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Welcome to Camelot Castle, Cornwall’s hotel of Scientology

article-1325617-0BDD7769000005DC-966_634x422Last week, Maria and I spent a few days in Cornwall. We visited Tintagel castle, and decided to stop off for a coffee at a flash-looking hotel right next to it, called Camelot Castle. It boasted a fancy restaurant, a bar overlooking Tintagel, and ‘the best coffee in Cornwall’. As we drove up, we passed a rather strange large sign, saying TED STOURTON, THE MASTER OF VENICE, IS HERE! With a photo of a man in a cream-coloured suit and hat holding a paintbrush and palette. Ted who?

We went into the hotel. The entrance was filled with photos of famous celebrities, who may or may not have stayed in the hotel. We went into the cafe, which looked surprisingly dingy for such an apparently posh hotel. We ordered two coffees and sat down on a sofa. I was struck by the incredibly garish paintings on the wall, which all seem to have been done by the same artist. They were grotesque, like Van Gogh’s untalented younger brother.


Then I picked up a special newspaper that had apparently been printed by the owners of the hotel. It appeared the owners were a couple, John and Irina Mappin. John was the heir of a two-century-old jewellry business, and Irina was from Kazakhstan. Irina didn’t seem shy of publicity – she’d put photos of herself all through the paper.


Irina was apparently the patron of a painter called Ted Stourton, whose lurid art-work was all over the walls of the castle.


He is the self-professed ‘master of Venice’ from the sign outside the hotel. The paper was very enthusiastic about his work.



There were lots more photos of John, Irina and Ted with various celebrities. Plus there was some slightly weird stuff:


Then Maria showed me a brochure for something called Excalibur: Mappin Private Family Office Services & Consulting, which she had found on our table.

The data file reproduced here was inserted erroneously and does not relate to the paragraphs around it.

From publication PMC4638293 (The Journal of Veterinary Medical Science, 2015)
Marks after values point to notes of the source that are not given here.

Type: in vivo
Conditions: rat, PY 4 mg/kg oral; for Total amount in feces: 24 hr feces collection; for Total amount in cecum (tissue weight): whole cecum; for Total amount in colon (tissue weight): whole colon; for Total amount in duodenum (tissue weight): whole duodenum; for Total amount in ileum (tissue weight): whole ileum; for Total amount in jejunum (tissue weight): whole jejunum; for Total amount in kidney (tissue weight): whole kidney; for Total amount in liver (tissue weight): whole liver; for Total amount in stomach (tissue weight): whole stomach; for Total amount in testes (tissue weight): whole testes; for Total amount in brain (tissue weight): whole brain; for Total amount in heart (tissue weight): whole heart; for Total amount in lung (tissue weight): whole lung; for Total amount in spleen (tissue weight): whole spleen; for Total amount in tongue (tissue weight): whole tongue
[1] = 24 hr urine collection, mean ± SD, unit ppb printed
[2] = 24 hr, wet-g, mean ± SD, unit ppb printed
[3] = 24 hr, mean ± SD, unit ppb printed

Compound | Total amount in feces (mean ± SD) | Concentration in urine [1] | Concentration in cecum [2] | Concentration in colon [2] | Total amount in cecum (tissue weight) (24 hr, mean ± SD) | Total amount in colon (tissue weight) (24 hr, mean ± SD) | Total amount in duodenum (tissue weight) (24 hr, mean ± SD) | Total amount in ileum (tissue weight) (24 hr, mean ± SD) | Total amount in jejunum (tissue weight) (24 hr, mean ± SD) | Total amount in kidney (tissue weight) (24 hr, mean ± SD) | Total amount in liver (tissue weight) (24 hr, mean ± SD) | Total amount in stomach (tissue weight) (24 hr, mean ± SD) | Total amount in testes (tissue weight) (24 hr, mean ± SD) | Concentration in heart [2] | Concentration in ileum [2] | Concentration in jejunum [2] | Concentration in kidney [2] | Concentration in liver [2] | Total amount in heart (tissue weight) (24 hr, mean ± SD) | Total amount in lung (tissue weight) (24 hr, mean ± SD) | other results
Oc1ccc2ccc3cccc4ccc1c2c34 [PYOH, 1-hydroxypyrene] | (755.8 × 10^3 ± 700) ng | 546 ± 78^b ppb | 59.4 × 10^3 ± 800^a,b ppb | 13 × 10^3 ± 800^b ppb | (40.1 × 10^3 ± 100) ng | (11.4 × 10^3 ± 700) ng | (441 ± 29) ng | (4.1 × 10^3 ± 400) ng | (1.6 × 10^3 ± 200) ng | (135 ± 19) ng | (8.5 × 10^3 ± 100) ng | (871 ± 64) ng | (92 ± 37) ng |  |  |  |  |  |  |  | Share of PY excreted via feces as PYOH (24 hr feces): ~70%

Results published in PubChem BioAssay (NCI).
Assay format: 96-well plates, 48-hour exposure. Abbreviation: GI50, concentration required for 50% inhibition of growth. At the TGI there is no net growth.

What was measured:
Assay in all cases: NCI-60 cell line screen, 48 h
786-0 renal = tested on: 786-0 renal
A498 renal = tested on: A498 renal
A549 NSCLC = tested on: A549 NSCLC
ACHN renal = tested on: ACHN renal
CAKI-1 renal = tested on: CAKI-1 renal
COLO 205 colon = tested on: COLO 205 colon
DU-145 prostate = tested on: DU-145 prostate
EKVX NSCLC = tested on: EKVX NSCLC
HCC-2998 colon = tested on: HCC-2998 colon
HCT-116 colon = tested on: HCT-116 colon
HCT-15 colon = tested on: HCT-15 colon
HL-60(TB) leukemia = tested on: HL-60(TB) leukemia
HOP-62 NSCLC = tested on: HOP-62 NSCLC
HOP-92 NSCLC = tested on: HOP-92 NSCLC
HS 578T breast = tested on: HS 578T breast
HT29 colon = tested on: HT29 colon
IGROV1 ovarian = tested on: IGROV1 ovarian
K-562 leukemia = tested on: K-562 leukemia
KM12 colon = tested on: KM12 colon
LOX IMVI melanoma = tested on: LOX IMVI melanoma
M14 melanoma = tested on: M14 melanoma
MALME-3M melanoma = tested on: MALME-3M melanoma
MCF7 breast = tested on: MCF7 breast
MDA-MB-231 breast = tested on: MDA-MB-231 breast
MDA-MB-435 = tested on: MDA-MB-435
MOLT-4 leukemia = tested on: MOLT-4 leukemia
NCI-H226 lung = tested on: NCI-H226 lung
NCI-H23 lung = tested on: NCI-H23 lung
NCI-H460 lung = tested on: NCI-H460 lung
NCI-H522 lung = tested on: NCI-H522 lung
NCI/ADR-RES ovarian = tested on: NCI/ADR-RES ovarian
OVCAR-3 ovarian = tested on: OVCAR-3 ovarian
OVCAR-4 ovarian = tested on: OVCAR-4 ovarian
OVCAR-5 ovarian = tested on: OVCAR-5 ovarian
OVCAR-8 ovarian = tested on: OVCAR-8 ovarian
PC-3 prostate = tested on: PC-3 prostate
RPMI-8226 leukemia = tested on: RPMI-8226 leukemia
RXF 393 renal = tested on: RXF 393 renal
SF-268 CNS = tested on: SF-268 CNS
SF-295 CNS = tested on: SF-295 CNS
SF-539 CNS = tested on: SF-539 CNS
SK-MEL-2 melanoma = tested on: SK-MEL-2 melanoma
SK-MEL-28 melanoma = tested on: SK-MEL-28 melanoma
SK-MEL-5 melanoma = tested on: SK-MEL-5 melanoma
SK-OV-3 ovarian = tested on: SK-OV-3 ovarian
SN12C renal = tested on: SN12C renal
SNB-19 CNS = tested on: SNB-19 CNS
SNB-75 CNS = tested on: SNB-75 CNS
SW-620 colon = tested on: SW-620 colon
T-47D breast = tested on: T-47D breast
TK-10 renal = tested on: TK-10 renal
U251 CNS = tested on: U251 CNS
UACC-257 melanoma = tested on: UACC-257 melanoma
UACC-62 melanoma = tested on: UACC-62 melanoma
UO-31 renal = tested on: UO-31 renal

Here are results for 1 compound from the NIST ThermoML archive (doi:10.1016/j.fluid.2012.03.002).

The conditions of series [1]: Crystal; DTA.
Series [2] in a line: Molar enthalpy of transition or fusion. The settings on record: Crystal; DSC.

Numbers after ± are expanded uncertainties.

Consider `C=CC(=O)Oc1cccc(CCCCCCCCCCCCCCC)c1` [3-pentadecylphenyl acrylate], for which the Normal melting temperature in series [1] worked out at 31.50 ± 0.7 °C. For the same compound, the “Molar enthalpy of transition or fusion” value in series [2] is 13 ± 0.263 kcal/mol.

Excalibur Consulting looked more or less like a consultancy for affluent families, offering consulting services with things like philanthropy, private education and legacy planning. But then shit got weirder. The brochure offers clients a service called ‘Survival Planning’ (survival from what? Kidnapping? Death?) with the mysterious words ‘perhaps the jewel in the crown, or the holy grail of Excalibur Private Family Consulting is that it delivers access to a completely new technology that deeply impacts family survival’.


Excalibur also offers to resolve both local and international conflicts. Quite a consultancy. It says:


What is this ‘factor’? It doesn’t say! But it sounds kinda a big deal.

The brochure carried on getting weird. Another service that Excalibur Private Family Consulting offers is ‘artistic rehabilitation’. Looks like ol’ Ted Stourton – ‘one of the most prominent artists of the age’, no less – has been helped by this ‘completely new technology’ too! You have to hand it to Excalibur, it really offers its clients a comprehensive range of services, from financial planning to international conflict resolution to artistic rehabilitation. But it doesn’t stop there…


To cap it all off, Excalibur Private Family Consulting can offer its clients ‘An End to War’. Yes, forever! Again, rather mysteriously it speaks of a ‘totally new technology’ that has the capacity to bring peace on all continents. Well, what is this new technology? Is it Camelot’s famous coffee? Is it Ted’s migraine-inducing paintings? The brochure is coy with the details.


By this point, Maria and I were laughing away in the cafe, and I said ‘this sounds very Scientology’. So we googled Camelot Castle and the Mappins, and sure enough, the internet is full of stories about Ted and the Mappins, who own the hotel together, and how they use the Castle to promote Scientology to the unfortunate guests and even to the residents of Tintagel village.

Guests have complained that they were sent Scientology literature after staying at the hotel. I noticed at the hotel a box where guests or visitors could ‘write a letter to Merlin’ – the box encouraged them to leave their address and email. Merlin apparently responds to letters with Scientology literature!

Most of the reports on the internet are one or two star Tripadvisor reviews by guests who have shelled out £130-200 plus to stay at the hotel, thinking it was some grand posh place, only to find out it’s a really creepy castle filled with terrible art, where the rooms are quite dingy, and the owners are Scientologists. I can see that would be a bit of a downer. Most of the guests staying there seemed to have booked from abroad, poor sods.